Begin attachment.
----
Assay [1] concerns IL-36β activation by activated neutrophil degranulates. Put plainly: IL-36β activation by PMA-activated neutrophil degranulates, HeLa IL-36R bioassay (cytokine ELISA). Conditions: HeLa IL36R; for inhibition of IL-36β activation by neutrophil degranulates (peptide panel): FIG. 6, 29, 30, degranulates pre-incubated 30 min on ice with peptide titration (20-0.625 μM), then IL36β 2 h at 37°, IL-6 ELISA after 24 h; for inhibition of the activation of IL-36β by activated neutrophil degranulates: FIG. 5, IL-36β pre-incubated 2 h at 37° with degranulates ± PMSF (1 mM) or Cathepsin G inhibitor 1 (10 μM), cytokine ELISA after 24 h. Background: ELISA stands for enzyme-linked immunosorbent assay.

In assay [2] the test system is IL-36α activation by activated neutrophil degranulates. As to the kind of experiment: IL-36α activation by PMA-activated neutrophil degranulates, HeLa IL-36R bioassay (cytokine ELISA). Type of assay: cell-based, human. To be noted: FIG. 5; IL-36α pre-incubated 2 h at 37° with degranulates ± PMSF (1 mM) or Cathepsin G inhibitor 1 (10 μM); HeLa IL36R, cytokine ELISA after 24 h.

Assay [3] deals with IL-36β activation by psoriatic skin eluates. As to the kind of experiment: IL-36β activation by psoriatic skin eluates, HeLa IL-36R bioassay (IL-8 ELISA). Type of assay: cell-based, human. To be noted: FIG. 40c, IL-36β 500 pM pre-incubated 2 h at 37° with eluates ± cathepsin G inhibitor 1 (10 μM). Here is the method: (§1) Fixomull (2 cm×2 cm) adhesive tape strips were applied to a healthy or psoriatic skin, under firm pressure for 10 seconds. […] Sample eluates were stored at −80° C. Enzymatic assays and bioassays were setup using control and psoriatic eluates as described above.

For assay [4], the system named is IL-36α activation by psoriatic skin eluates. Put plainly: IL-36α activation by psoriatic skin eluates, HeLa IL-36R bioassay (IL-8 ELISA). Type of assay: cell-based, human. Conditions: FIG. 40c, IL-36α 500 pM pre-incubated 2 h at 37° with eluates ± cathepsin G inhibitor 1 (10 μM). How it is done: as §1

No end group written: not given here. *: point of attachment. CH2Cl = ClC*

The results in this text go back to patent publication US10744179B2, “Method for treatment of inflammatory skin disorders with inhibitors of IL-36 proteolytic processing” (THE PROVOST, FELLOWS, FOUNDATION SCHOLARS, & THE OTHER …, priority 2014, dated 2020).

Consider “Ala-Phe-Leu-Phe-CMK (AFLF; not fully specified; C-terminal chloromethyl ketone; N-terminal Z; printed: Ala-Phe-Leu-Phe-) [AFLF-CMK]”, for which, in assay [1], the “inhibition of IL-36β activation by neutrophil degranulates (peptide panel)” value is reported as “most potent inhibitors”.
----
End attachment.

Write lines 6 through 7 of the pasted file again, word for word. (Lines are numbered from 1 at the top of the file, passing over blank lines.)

The results in this text go back to patent publication US10744179B2, “Method for treatment of inflammatory skin disorders with inhibitors of IL-36 proteolytic processing” (THE PROVOST, FELLOWS, FOUNDATION SCHOLARS, & THE OTHER …, priority 2014, dated 2020).

Consider “Ala-Phe-Leu-Phe-CMK (AFLF; not fully specified; C-terminal chloromethyl ketone; N-terminal Z; printed: Ala-Phe-Leu-Phe-) [AFLF-CMK]”, for which, in assay [1], the “inhibition of IL-36β activation by neutrophil degranulates (peptide panel)” value is reported as “most potent inhibitors”.